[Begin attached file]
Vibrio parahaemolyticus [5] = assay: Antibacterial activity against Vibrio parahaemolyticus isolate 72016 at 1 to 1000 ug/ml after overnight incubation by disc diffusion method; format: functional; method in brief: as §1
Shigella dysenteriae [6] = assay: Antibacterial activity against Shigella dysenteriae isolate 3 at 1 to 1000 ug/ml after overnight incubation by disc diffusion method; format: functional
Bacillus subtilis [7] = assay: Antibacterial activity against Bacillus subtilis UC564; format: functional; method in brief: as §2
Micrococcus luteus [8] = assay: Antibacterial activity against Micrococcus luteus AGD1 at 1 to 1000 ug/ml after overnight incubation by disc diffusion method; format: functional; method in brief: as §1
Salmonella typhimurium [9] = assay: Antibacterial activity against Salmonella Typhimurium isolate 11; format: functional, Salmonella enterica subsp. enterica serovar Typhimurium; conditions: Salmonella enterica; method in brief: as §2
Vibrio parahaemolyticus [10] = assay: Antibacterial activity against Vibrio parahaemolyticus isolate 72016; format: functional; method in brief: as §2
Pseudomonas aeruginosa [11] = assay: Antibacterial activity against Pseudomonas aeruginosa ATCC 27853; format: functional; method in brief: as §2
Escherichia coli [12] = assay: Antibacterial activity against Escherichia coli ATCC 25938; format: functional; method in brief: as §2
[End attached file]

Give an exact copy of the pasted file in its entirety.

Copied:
Vibrio parahaemolyticus [5] = assay: Antibacterial activity against Vibrio parahaemolyticus isolate 72016 at 1 to 1000 ug/ml after overnight incubation by disc diffusion method; format: functional; method in brief: as §1
Shigella dysenteriae [6] = assay: Antibacterial activity against Shigella dysenteriae isolate 3 at 1 to 1000 ug/ml after overnight incubation by disc diffusion method; format: functional
Bacillus subtilis [7] = assay: Antibacterial activity against Bacillus subtilis UC564; format: functional; method in brief: as §2
Micrococcus luteus [8] = assay: Antibacterial activity against Micrococcus luteus AGD1 at 1 to 1000 ug/ml after overnight incubation by disc diffusion method; format: functional; method in brief: as §1
Salmonella typhimurium [9] = assay: Antibacterial activity against Salmonella Typhimurium isolate 11; format: functional, Salmonella enterica subsp. enterica serovar Typhimurium; conditions: Salmonella enterica; method in brief: as §2
Vibrio parahaemolyticus [10] = assay: Antibacterial activity against Vibrio parahaemolyticus isolate 72016; format: functional; method in brief: as §2
Pseudomonas aeruginosa [11] = assay: Antibacterial activity against Pseudomonas aeruginosa ATCC 27853; format: functional; method in brief: as §2
Escherichia coli [12] = assay: Antibacterial activity against Escherichia coli ATCC 25938; format: functional; method in brief: as §2